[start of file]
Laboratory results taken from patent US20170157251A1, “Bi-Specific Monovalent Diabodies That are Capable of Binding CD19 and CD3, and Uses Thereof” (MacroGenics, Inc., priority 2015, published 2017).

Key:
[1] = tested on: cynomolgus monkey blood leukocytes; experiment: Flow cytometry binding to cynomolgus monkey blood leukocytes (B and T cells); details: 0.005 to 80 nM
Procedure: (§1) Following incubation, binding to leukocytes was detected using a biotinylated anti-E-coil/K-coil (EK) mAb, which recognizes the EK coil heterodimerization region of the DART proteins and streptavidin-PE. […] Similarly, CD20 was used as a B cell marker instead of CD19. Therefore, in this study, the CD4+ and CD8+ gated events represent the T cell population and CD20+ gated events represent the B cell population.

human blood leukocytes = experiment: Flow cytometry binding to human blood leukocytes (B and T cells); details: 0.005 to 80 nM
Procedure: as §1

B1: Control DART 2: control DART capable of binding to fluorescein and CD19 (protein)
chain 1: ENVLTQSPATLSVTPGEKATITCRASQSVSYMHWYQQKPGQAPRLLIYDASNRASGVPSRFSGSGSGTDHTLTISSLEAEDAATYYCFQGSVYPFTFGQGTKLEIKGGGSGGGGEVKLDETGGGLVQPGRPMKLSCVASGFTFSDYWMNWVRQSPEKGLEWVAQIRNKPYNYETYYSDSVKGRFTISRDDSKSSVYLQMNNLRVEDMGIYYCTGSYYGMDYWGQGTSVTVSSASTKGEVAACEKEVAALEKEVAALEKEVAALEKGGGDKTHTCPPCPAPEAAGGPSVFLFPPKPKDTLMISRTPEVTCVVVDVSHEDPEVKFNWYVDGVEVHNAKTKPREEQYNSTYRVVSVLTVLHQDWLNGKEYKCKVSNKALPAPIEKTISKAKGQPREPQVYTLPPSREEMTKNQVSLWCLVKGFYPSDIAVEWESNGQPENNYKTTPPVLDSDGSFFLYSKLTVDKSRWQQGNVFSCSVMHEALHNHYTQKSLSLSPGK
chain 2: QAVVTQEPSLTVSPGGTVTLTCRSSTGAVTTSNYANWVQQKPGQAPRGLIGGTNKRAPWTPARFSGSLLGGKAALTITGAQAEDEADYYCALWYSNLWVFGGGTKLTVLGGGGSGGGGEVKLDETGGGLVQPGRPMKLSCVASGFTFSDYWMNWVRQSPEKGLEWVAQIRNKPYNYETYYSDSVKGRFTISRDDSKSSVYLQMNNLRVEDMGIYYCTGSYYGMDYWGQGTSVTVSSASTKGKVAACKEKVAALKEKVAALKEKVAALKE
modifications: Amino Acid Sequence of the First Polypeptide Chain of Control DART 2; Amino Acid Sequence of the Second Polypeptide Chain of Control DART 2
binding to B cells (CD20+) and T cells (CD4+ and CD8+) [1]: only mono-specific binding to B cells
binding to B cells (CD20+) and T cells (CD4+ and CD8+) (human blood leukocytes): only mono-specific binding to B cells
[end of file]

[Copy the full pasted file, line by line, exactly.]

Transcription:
Laboratory results taken from patent US20170157251A1, “Bi-Specific Monovalent Diabodies That are Capable of Binding CD19 and CD3, and Uses Thereof” (MacroGenics, Inc., priority 2015, published 2017).

Key:
[1] = tested on: cynomolgus monkey blood leukocytes; experiment: Flow cytometry binding to cynomolgus monkey blood leukocytes (B and T cells); details: 0.005 to 80 nM
Procedure: (§1) Following incubation, binding to leukocytes was detected using a biotinylated anti-E-coil/K-coil (EK) mAb, which recognizes the EK coil heterodimerization region of the DART proteins and streptavidin-PE. […] Similarly, CD20 was used as a B cell marker instead of CD19. Therefore, in this study, the CD4+ and CD8+ gated events represent the T cell population and CD20+ gated events represent the B cell population.

human blood leukocytes = experiment: Flow cytometry binding to human blood leukocytes (B and T cells); details: 0.005 to 80 nM
Procedure: as §1

B1: Control DART 2: control DART capable of binding to fluorescein and CD19 (protein)
chain 1: ENVLTQSPATLSVTPGEKATITCRASQSVSYMHWYQQKPGQAPRLLIYDASNRASGVPSRFSGSGSGTDHTLTISSLEAEDAATYYCFQGSVYPFTFGQGTKLEIKGGGSGGGGEVKLDETGGGLVQPGRPMKLSCVASGFTFSDYWMNWVRQSPEKGLEWVAQIRNKPYNYETYYSDSVKGRFTISRDDSKSSVYLQMNNLRVEDMGIYYCTGSYYGMDYWGQGTSVTVSSASTKGEVAACEKEVAALEKEVAALEKEVAALEKGGGDKTHTCPPCPAPEAAGGPSVFLFPPKPKDTLMISRTPEVTCVVVDVSHEDPEVKFNWYVDGVEVHNAKTKPREEQYNSTYRVVSVLTVLHQDWLNGKEYKCKVSNKALPAPIEKTISKAKGQPREPQVYTLPPSREEMTKNQVSLWCLVKGFYPSDIAVEWESNGQPENNYKTTPPVLDSDGSFFLYSKLTVDKSRWQQGNVFSCSVMHEALHNHYTQKSLSLSPGK
chain 2: QAVVTQEPSLTVSPGGTVTLTCRSSTGAVTTSNYANWVQQKPGQAPRGLIGGTNKRAPWTPARFSGSLLGGKAALTITGAQAEDEADYYCALWYSNLWVFGGGTKLTVLGGGGSGGGGEVKLDETGGGLVQPGRPMKLSCVASGFTFSDYWMNWVRQSPEKGLEWVAQIRNKPYNYETYYSDSVKGRFTISRDDSKSSVYLQMNNLRVEDMGIYYCTGSYYGMDYWGQGTSVTVSSASTKGKVAACKEKVAALKEKVAALKEKVAALKE
modifications: Amino Acid Sequence of the First Polypeptide Chain of Control DART 2; Amino Acid Sequence of the Second Polypeptide Chain of Control DART 2
binding to B cells (CD20+) and T cells (CD4+ and CD8+) [1]: only mono-specific binding to B cells
binding to B cells (CD20+) and T cells (CD4+ and CD8+) (human blood leukocytes): only mono-specific binding to B cells